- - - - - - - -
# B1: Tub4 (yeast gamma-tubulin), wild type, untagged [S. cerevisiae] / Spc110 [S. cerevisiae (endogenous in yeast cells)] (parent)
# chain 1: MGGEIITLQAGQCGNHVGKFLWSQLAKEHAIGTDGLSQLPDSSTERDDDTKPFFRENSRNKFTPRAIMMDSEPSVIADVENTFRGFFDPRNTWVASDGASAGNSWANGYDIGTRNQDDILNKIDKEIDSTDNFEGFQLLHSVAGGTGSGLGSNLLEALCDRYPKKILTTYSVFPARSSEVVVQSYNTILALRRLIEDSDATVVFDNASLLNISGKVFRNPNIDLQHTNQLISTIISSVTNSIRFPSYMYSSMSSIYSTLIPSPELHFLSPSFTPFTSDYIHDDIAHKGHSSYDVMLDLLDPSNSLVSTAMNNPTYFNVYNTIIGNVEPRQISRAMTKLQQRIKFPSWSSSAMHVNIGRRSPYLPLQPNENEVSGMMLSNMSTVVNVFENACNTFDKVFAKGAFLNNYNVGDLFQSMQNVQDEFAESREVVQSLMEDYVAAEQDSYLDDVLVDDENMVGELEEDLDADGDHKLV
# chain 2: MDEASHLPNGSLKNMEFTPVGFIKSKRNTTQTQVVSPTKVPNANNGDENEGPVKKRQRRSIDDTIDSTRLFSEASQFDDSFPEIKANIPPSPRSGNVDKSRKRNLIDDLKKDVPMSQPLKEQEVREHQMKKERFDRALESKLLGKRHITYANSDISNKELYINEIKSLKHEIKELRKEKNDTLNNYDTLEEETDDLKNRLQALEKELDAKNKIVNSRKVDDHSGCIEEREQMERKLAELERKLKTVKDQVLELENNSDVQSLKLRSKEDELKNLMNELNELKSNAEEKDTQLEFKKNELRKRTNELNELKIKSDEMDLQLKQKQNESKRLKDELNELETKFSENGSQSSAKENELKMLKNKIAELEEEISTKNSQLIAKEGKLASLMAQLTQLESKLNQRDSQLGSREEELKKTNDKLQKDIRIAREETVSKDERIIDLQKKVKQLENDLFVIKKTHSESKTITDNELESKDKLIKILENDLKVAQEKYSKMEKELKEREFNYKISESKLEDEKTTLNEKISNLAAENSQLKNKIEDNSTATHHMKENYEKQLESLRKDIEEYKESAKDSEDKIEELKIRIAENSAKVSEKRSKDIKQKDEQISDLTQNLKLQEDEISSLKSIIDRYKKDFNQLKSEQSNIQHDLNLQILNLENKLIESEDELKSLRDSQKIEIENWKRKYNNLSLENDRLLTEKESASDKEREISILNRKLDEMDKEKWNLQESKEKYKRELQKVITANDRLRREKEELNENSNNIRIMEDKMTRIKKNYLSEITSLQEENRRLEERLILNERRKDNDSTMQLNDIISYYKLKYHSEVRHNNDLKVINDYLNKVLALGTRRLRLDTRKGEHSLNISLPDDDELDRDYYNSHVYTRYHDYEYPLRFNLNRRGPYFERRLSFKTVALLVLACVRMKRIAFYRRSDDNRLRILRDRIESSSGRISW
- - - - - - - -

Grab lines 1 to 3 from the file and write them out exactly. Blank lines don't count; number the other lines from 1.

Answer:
# B1: Tub4 (yeast gamma-tubulin), wild type, untagged [S. cerevisiae] / Spc110 [S. cerevisiae (endogenous in yeast cells)] (parent)
# chain 1: MGGEIITLQAGQCGNHVGKFLWSQLAKEHAIGTDGLSQLPDSSTERDDDTKPFFRENSRNKFTPRAIMMDSEPSVIADVENTFRGFFDPRNTWVASDGASAGNSWANGYDIGTRNQDDILNKIDKEIDSTDNFEGFQLLHSVAGGTGSGLGSNLLEALCDRYPKKILTTYSVFPARSSEVVVQSYNTILALRRLIEDSDATVVFDNASLLNISGKVFRNPNIDLQHTNQLISTIISSVTNSIRFPSYMYSSMSSIYSTLIPSPELHFLSPSFTPFTSDYIHDDIAHKGHSSYDVMLDLLDPSNSLVSTAMNNPTYFNVYNTIIGNVEPRQISRAMTKLQQRIKFPSWSSSAMHVNIGRRSPYLPLQPNENEVSGMMLSNMSTVVNVFENACNTFDKVFAKGAFLNNYNVGDLFQSMQNVQDEFAESREVVQSLMEDYVAAEQDSYLDDVLVDDENMVGELEEDLDADGDHKLV
# chain 2: MDEASHLPNGSLKNMEFTPVGFIKSKRNTTQTQVVSPTKVPNANNGDENEGPVKKRQRRSIDDTIDSTRLFSEASQFDDSFPEIKANIPPSPRSGNVDKSRKRNLIDDLKKDVPMSQPLKEQEVREHQMKKERFDRALESKLLGKRHITYANSDISNKELYINEIKSLKHEIKELRKEKNDTLNNYDTLEEETDDLKNRLQALEKELDAKNKIVNSRKVDDHSGCIEEREQMERKLAELERKLKTVKDQVLELENNSDVQSLKLRSKEDELKNLMNELNELKSNAEEKDTQLEFKKNELRKRTNELNELKIKSDEMDLQLKQKQNESKRLKDELNELETKFSENGSQSSAKENELKMLKNKIAELEEEISTKNSQLIAKEGKLASLMAQLTQLESKLNQRDSQLGSREEELKKTNDKLQKDIRIAREETVSKDERIIDLQKKVKQLENDLFVIKKTHSESKTITDNELESKDKLIKILENDLKVAQEKYSKMEKELKEREFNYKISESKLEDEKTTLNEKISNLAAENSQLKNKIEDNSTATHHMKENYEKQLESLRKDIEEYKESAKDSEDKIEELKIRIAENSAKVSEKRSKDIKQKDEQISDLTQNLKLQEDEISSLKSIIDRYKKDFNQLKSEQSNIQHDLNLQILNLENKLIESEDELKSLRDSQKIEIENWKRKYNNLSLENDRLLTEKESASDKEREISILNRKLDEMDKEKWNLQESKEKYKRELQKVITANDRLRREKEELNENSNNIRIMEDKMTRIKKNYLSEITSLQEENRRLEERLILNERRKDNDSTMQLNDIISYYKLKYHSEVRHNNDLKVINDYLNKVLALGTRRLRLDTRKGEHSLNISLPDDDELDRDYYNSHVYTRYHDYEYPLRFNLNRRGPYFERRLSFKTVALLVLACVRMKRIAFYRRSDDNRLRILRDRIESSSGRISW